Go to ‘Meet the Teacher’ night. (Teachers call it Meet the Creature’ but we won’t comment on that!). Attending this important meeting is not enough, you need to know how to get the information that is going to help you give your child the support he or she needs.
Here are tips on how to make that happen.
1. Understand the purpose of the meeting.
This is a ‘get to know you’ meeting not a time to go into detail about your child’s learning issues. You may only have a few minutes to connect with the teacher – make them count.
2. Take a photo of your child.
The teacher may not know which student you ‘belong’ to. I have had several conversations with parents only to realize that I was talking about the wrong child! Having a photo of your child really helps.
3. Decide what the teacher needs to know about your child.
Does your child have a specific learning need? A special interest? A sibling in the school? Letting the teacher know this will help him or her connect to your child. Keep it short. Only one sentence please not a whole dissertation. If the teacher wants to know more she can follow up later.
4. Know what you want to know.
What burning question do you have about the upcoming school year? Do you want to know how your child’s progress will be assessed? What the expectations are around homework? What the teacher would like you to do to help her or your child? Choose one question and go with it. If you have more ask to schedule a time when you can get them answered.
5. Remember and respect other parents
These meeting tend to be short, do not take up too much of the teacher’s time. Respect the fact that other parents will want to talk to the teacher too. (And that they will have good questions to ask if they follow my blog!)
6. Thank the teachers for their time
A quick ‘thanks’ as you are leaving goes along way to building a good relationship. These meetings are over and above what teachers do on a regular basis. Please acknowledge that.
7. Don’t give up
These meetings are short and sweet (we hope!) but cannot answer all your questions. Don’t assume that this is the last meeting you will need to schedule – you need more information and will need to take the time to do this. Don’t give up. Your child needs your support.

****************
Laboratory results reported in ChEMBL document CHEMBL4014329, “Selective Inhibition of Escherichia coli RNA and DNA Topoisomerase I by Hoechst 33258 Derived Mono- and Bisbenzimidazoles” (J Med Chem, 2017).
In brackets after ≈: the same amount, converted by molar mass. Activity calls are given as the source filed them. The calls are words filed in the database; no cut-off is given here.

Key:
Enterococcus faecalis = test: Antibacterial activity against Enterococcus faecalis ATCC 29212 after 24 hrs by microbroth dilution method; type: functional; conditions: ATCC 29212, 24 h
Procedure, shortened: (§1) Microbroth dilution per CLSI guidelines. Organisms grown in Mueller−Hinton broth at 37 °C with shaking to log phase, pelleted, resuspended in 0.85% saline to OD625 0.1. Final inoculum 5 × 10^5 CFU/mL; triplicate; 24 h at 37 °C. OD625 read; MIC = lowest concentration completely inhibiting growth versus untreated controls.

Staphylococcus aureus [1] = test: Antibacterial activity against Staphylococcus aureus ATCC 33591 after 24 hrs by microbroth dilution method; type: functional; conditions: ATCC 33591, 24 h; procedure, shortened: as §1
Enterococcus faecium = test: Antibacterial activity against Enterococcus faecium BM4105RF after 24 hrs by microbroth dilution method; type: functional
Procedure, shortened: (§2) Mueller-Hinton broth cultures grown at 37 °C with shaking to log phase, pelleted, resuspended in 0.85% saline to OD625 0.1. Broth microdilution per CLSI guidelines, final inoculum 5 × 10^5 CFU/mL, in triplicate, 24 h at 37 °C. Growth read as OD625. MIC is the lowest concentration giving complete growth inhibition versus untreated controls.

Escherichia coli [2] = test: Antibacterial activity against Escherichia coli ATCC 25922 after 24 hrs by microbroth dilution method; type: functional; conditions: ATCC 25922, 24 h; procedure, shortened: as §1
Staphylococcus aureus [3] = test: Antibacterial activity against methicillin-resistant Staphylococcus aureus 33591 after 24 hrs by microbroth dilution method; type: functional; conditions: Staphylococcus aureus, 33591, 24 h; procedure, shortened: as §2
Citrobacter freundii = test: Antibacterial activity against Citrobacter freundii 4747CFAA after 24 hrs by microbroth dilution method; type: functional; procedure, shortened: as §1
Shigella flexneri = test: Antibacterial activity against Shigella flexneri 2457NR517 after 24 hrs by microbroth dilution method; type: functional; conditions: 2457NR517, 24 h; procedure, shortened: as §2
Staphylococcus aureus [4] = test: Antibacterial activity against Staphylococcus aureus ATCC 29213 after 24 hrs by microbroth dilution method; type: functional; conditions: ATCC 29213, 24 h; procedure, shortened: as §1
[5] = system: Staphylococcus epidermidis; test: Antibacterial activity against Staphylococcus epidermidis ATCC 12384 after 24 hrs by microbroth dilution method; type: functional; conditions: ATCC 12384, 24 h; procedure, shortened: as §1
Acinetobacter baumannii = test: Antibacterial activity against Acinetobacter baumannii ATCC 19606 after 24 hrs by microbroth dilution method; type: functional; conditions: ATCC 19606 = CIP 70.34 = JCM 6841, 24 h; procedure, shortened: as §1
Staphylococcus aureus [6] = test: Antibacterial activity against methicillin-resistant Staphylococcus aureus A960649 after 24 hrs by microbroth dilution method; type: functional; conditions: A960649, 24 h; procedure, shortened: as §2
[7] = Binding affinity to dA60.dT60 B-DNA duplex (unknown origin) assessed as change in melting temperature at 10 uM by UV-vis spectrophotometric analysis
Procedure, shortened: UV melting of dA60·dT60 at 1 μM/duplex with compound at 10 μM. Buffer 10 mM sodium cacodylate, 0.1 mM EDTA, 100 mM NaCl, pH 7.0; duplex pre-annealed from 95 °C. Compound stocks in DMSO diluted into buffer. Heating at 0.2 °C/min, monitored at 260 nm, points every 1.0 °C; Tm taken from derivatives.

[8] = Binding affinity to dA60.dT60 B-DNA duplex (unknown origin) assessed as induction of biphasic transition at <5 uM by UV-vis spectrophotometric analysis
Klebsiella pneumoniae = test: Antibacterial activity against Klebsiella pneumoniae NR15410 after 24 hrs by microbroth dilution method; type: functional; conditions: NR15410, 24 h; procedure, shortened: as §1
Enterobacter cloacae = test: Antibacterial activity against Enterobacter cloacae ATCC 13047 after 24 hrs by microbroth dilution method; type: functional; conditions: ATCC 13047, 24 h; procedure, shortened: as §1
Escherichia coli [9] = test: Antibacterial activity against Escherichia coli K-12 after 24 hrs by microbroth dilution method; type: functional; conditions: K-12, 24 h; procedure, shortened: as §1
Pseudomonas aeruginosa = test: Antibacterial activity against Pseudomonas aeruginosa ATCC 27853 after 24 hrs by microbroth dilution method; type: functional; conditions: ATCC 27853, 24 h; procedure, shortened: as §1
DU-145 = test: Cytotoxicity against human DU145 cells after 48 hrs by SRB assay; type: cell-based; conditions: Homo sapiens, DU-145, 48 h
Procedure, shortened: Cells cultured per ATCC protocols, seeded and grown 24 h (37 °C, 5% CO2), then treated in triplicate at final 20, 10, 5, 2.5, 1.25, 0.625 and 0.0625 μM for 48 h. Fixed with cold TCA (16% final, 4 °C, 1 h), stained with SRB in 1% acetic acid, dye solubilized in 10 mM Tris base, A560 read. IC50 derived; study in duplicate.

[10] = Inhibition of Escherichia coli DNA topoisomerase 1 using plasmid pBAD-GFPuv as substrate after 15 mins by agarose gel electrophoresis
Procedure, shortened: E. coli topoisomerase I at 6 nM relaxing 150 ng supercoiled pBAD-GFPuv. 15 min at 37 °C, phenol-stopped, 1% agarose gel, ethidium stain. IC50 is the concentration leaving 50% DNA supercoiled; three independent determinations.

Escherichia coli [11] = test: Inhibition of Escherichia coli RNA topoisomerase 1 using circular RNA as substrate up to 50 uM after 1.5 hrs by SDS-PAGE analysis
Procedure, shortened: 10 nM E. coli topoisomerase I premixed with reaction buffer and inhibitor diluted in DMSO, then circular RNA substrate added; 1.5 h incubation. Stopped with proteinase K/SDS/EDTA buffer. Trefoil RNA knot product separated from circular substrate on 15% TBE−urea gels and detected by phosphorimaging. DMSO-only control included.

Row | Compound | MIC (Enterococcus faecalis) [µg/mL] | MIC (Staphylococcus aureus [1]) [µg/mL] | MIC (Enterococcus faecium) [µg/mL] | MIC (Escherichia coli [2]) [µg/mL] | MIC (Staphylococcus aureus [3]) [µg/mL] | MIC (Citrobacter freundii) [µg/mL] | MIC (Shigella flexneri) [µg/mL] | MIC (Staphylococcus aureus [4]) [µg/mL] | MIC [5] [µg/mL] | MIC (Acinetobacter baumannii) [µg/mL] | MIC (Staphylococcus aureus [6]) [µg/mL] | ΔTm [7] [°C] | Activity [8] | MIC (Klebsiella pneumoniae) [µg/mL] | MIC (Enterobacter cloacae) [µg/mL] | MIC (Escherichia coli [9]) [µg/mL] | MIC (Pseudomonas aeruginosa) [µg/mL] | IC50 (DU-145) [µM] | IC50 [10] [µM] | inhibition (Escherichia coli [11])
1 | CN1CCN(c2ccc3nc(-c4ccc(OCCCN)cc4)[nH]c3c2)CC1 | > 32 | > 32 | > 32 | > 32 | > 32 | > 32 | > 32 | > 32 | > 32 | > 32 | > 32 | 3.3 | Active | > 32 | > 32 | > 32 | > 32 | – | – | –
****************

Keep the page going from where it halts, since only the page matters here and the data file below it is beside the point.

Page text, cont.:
Want more tips on how to work with the school so that your child gets the best teachers can offer? Download my free tips here.
and help your child get a wonderful start to the new school year.
Here are 5 ways you can take the stress out of ‘back to school’ and get a great start on the school year.
You know all about these. The media is full of things you can buy for the new school year – but you don’t have to buy them! Yes, children may need a few new clothes, after all they have probably grown during the summer, but don’t go overboard, only buy what is absolutely necessary.
Your child will need school supplies, pens, binders, new school bag etc. At this time of year you can find good deals on these.
Put together some food ideas too. What can you buy in that will make preparing school lunches easy and quick to prepare?
2. Establish Routines
Now is the time to re-establish family routines. These include regular bedtimes, meal times, homework times as well as the routine of getting out the door in the morning! having a ‘ready for school routine is one way of preventing the stress that can happen over breakfast!
And don’t forget YOUR routines. What arrangements can you make that will make life easier for you?
3. Understand different roles
This is important as understanding people’s roles in helping children make a success if school can prevent stress building up and causing problems.
Your role is the ‘set the scene’ for learning so that your child can benefit from what the teacher is teaching.